Here is a riddle: what does the price of a building have to do with foreign direct investment?
Put another way: which of Africa’s ‘emerging hubs’ will win the great second scramble for Africa and become the continent’s biggest FDI magnet? The race in Africa to become the next industrial hub has been taken quite seriously.
This year alone, the Ugandan government has allocated 32.8% of the country’s total annual budget towards infrastructure spending, Nigeria is allocating its highest-ever amount – 30% of its budget – to development projects and Tanzania has dedicated $19bn to its transportation infrastructure.
But what if something other than just these facts, something less straightforward, could determine who will be the first world’s next African investment darling? I would like to propose a rather madcap theory – that one of the factors of where foreign investment flows to in Africa will depend on who builds the tallest, most impressive skyscrapers the most frequently.
I was attending a stuffy fiduciary meeting in Johannesburg the other day and as chance would have it, it was the same day that the 2017 Africa Property Investment Summit and Expo was taking place. This reminded me of something important that we figures-obsessed finance types tend to forget.
Sometimes investment flows in or out of countries based on perception, not fact. And perception can be swayed by things like a new, glittering skyline to behold in an emerging city.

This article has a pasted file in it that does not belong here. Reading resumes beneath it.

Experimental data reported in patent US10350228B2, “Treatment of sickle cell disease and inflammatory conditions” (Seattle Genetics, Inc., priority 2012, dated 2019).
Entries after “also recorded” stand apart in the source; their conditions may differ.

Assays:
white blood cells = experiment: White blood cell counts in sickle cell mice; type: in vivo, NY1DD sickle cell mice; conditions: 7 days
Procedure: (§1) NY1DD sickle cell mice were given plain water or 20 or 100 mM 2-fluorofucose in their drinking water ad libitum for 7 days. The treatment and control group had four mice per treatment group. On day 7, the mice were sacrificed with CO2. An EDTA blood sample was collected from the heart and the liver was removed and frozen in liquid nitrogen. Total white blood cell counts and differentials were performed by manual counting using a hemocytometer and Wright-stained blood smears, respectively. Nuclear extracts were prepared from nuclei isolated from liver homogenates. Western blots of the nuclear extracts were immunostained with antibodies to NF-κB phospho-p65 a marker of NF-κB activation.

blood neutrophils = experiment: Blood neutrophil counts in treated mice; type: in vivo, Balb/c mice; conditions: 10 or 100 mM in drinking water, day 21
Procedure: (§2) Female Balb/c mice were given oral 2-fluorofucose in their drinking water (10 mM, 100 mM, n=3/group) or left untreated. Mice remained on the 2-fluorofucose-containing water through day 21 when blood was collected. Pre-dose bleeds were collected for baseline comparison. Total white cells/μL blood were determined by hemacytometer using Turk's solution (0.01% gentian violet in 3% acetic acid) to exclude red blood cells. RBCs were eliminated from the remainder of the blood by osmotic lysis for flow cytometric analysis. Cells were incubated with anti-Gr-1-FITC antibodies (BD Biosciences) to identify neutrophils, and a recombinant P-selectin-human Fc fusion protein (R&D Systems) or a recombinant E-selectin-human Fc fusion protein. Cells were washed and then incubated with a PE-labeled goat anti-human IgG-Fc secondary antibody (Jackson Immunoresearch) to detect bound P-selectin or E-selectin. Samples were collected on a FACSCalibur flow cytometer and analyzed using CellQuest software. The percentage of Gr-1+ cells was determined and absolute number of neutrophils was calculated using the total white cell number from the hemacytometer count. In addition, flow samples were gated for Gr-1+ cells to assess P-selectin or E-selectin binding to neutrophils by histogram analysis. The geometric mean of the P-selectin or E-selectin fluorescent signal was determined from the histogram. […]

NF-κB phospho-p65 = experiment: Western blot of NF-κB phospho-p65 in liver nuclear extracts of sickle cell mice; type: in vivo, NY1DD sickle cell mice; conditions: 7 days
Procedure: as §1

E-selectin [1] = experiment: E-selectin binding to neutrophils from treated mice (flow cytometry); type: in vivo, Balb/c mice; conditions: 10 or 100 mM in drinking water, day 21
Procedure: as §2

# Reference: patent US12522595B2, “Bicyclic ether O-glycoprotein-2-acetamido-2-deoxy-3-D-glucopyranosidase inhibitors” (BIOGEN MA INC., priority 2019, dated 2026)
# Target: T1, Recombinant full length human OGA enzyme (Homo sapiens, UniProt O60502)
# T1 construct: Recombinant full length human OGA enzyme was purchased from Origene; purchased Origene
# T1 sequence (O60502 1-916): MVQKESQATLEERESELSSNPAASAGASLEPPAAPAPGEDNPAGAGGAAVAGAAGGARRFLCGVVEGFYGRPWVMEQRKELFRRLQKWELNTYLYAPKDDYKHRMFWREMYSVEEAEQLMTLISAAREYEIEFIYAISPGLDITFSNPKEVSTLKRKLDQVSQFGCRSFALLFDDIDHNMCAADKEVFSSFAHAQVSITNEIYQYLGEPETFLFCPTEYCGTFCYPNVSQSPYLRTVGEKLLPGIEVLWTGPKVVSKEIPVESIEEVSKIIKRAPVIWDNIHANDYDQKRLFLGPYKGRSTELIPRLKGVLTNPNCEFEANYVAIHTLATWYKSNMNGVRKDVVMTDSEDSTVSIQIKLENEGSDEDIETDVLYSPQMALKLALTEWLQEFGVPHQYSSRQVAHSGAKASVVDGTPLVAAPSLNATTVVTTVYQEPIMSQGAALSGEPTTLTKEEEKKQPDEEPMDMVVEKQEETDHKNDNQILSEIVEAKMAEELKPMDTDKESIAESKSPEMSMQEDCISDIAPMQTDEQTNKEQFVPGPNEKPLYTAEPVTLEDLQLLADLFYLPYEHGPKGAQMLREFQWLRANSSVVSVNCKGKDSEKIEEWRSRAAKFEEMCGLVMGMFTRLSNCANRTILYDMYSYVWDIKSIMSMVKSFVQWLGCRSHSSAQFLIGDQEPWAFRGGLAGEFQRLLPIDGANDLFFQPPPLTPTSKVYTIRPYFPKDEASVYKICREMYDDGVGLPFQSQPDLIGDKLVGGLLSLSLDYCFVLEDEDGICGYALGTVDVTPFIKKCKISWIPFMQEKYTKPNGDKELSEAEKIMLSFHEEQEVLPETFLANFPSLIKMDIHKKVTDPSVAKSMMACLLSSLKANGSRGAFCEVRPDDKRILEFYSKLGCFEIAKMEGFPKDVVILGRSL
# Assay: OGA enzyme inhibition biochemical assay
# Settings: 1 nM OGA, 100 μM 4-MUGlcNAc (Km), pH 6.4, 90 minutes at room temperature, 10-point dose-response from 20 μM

Finance writers tasked with proclaiming where the next African investment hub will be often look at the logical, empirical, rational factors.
Bottom-line figures and GDP analyses are as relevant to FDI as steel and glass are to skyscrapers. They make up the tangible product on which everything else is pinned, sure, but are not what the stuff is really made of.
The stuff of dreams
The truth is that intangible things like currency trade values, urbanisation and investments – particularly offshore ones – are made up of dreams, impressions, prejudices and subconscious judgments as much as any reading of All Share Index figures, if not more so.
Skyscrapers are nothing if not dreams made solid, literally built from the ground up. They are an important lesson in cost vs worth – the value of investing in an African up-and-coming city is not solely calculated on annual turnover and growth rate figures, although we may want to think so.
Of course, the figures we are so obsessed with do inevitably come in to it. It is no accident that Tanzania’s growth rate for 2017 is forecast at 8.2% – quite an achievement when you compare it to America’s current 1.2%.
This madcap realisation of mine may or may not also be because the world seems construction-mad right now – in 2016, New York City spent the most it has ever spent on construction in one year – $43bn.
There is a historic precedent for urban hubs being put on the global FDI map by some shiny, tall new buildings – and we’re not talking ancient history either. Kuala Lumpur’s Petronas Towers, was completed and then unveiled in 1998 right amidst the Asian financial crisis. Not only was Malaysia surprisingly resilient compared to its peers during 1999, but it reported a blossoming 5.5% growth rate in 2000 that did not slow down for eight years.
Dubai became a household name after its 2003 boom, which came directly after real estate firm, Jones Lang LaSalle’s naming of Dubai as a ‘World Winning City’ in 2002 and the opening of infrastructure marvel, the Dubai Internet City in 2003.